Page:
For my inaugural blog, I tossed around a few ideas on what to discuss, but ultimately decided on sharing my undying love of island fish. I just can’t get enough of any particular species (and I am in a position to see and eat many different species mind you).
Most people can eat the usual suspects at any restaurant: Mahimahi, Ono, Ahi, and Opakapaka. I, however, am privy to more obscure species such as Nabeta, a prized local deep sea parrot fish usually only shared among friends. That’s a great steamed fish as it has moist, succulent white flesh.
Rainbow Runner or Kamano the Hawaiian salmon sneaks in occasionally. It has a robust flavor that I’ve cured many times to make an in-house Gravalax. I have served whole crispy fried Taape, which is an invasive Sea Perch introduced from Australia. It can be a little bit boney, but it’s tasty.
Kaku, the Barracuda doesn’t come around much to my kitchen these days. I think the fishermen are afraid of it carrying ciguatera and that no one would buy it, but I have had deep water Kaku which I trust completely. I’ve had it grilled and it is excellent and firm with a full flavor profile. But man the teeth are insane! They look like canine incisors jutting out of the jaw. I think the one fish that really sticks out in recent memory is the Hoggy, which is a deep sea Trigger fish, similar to our state fish the Humuhumukunukuapuaa, only it’s black.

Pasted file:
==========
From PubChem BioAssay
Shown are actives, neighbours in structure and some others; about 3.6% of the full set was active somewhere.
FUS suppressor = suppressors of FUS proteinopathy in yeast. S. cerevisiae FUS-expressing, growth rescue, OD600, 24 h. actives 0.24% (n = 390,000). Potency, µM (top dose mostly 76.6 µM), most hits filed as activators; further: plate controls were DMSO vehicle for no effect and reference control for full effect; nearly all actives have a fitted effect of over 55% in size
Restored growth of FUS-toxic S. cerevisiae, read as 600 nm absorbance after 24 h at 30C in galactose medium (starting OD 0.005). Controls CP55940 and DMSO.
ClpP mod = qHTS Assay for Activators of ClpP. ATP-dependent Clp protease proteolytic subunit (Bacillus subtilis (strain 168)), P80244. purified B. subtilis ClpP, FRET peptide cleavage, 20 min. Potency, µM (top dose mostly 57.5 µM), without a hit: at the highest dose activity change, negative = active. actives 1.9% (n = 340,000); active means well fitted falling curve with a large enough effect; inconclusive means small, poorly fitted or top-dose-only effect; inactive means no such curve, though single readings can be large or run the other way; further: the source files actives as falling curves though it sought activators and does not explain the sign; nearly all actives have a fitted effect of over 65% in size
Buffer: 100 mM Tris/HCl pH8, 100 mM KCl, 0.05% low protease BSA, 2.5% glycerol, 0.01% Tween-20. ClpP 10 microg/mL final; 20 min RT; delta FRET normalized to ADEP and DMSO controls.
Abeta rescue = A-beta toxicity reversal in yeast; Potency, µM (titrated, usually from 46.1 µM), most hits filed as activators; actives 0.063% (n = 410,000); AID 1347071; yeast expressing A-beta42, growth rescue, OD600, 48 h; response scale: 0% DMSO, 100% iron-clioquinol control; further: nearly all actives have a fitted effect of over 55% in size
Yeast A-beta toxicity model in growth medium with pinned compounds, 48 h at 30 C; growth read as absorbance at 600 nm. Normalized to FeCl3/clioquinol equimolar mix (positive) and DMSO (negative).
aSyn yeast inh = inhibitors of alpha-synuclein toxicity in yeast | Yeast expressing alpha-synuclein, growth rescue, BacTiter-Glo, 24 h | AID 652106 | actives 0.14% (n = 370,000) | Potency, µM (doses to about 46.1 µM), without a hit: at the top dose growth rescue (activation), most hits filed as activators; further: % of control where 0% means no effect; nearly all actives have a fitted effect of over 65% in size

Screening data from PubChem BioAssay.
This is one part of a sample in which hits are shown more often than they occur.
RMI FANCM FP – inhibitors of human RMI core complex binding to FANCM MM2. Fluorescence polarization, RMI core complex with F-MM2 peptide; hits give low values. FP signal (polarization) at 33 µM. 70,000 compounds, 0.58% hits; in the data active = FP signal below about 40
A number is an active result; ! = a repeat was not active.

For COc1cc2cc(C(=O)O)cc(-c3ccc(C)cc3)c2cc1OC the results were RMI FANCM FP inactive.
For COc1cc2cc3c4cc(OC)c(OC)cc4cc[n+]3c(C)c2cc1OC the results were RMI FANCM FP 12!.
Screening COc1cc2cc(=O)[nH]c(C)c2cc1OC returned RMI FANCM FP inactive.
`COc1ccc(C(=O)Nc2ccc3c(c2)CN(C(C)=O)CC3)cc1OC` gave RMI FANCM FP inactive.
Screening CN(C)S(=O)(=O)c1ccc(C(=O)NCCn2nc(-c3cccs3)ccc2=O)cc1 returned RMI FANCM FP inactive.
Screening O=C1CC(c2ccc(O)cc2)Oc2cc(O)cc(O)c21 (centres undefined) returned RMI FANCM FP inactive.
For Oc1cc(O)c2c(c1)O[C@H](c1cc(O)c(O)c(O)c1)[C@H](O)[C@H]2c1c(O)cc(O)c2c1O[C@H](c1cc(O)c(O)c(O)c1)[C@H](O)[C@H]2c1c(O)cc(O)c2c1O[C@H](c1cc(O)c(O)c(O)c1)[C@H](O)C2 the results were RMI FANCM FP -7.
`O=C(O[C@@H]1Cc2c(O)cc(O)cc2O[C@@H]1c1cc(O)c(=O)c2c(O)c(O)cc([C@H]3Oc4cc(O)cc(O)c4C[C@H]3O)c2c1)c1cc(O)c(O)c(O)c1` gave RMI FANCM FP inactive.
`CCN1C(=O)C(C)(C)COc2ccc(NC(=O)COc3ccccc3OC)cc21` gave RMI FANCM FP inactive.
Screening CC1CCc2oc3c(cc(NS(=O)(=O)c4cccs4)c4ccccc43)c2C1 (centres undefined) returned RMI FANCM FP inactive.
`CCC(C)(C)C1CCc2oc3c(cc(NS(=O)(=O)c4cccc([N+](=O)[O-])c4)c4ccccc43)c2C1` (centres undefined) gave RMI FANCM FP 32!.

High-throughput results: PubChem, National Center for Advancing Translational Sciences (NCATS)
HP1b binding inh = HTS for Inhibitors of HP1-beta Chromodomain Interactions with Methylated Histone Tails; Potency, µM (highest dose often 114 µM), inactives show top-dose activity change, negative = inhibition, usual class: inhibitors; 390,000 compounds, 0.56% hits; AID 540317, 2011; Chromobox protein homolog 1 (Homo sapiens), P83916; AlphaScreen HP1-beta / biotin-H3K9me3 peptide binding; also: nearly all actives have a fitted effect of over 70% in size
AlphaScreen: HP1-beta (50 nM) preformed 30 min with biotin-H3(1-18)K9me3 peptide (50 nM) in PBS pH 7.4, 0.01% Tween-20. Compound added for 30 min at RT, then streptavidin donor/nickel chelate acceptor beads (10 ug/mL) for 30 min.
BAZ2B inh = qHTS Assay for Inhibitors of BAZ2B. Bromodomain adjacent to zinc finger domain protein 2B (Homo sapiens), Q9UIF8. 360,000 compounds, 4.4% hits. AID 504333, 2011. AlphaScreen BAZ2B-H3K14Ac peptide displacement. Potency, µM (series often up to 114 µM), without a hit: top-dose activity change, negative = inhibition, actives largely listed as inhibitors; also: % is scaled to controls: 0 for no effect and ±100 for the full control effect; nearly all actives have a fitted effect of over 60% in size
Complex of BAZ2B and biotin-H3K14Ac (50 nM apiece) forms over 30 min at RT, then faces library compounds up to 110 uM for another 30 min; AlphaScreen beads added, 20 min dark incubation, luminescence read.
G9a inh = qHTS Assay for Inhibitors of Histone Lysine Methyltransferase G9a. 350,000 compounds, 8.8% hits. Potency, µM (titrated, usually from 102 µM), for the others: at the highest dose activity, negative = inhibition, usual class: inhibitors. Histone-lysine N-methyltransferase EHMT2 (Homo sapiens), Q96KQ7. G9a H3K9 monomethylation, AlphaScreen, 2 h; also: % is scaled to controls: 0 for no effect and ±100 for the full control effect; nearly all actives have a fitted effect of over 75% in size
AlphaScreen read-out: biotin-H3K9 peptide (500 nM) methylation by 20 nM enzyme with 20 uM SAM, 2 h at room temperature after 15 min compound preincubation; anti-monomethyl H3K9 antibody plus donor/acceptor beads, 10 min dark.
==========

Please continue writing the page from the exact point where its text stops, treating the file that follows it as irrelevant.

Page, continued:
I was given just a Hoggy by a fisherman and I served it to my friend and celebrity chef Beverly Gannon and 7 other ladies as a “Mystery Amuse Bouche.”
I challenged them all to eat and ponder and I would solicit their guesses at the end of the meal. Hoggy is what I would term the “Poor Man’s Hapu’upuu” or Sea Bass. It has a slightly firm white flesh that steams up superbly. Coated in a fresh cilantro pan sauce made from the bones, it was Richter, or off the charts good.
None of the ladies did guess. I thought it was a great treat and I am so happy to have been able to share it with a friend and renowned chef. I suppose I could go on and on, but will end here with this note; when you have the opportunity to experience an unknown island fish, don’t be afraid to give it a go and get your eat on!